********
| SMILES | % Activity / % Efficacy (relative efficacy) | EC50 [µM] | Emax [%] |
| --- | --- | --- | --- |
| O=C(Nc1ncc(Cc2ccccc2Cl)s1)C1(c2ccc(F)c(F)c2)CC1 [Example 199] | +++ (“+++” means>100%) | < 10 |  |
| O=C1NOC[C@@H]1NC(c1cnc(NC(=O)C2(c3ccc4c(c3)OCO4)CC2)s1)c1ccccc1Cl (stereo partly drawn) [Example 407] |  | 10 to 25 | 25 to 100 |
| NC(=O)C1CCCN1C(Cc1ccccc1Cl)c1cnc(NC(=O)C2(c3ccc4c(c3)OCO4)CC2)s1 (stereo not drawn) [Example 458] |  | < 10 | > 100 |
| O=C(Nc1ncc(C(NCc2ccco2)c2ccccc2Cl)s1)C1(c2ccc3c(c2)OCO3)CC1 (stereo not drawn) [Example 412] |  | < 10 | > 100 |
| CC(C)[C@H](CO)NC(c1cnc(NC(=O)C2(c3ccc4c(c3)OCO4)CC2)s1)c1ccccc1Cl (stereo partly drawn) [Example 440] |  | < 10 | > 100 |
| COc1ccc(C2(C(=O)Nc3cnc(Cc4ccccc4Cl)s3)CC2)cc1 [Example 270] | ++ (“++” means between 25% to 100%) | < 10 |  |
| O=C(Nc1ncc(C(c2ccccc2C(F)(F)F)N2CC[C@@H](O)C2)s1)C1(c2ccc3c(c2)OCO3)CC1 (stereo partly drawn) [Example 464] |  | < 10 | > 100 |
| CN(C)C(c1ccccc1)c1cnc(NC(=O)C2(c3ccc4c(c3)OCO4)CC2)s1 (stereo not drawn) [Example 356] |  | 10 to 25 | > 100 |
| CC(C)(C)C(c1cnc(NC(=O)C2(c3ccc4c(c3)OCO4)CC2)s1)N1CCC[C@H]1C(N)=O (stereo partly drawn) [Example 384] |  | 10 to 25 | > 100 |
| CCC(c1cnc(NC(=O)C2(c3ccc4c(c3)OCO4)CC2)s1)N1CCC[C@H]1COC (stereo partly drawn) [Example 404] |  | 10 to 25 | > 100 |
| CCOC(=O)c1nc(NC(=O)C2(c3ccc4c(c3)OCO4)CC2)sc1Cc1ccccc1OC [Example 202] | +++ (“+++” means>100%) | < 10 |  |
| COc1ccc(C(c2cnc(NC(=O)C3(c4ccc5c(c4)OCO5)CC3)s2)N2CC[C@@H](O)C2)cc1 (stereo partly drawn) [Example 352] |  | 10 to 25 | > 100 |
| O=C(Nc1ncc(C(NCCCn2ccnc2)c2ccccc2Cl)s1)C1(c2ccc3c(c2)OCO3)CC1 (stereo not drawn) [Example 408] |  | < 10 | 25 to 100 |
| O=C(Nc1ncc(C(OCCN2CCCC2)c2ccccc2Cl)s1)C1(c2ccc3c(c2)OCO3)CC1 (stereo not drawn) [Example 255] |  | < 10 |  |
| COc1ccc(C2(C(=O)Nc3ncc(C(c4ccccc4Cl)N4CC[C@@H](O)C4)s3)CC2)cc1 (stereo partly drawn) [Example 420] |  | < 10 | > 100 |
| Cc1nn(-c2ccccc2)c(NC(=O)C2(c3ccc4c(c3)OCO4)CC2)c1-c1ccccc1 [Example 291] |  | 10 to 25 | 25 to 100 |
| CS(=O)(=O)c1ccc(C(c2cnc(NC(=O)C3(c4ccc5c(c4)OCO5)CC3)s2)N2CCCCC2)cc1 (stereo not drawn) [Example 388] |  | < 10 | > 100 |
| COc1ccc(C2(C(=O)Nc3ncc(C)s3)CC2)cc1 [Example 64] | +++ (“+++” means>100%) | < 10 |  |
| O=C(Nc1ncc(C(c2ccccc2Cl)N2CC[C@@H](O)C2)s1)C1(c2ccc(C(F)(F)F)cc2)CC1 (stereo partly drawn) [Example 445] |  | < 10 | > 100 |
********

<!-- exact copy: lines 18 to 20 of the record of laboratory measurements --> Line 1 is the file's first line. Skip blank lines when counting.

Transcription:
| Cc1nn(-c2ccccc2)c(NC(=O)C2(c3ccc4c(c3)OCO4)CC2)c1-c1ccccc1 [Example 291] |  | 10 to 25 | 25 to 100 |
| CS(=O)(=O)c1ccc(C(c2cnc(NC(=O)C3(c4ccc5c(c4)OCO5)CC3)s2)N2CCCCC2)cc1 (stereo not drawn) [Example 388] |  | < 10 | > 100 |
| COc1ccc(C2(C(=O)Nc3ncc(C)s3)CC2)cc1 [Example 64] | +++ (“+++” means>100%) | < 10 |  |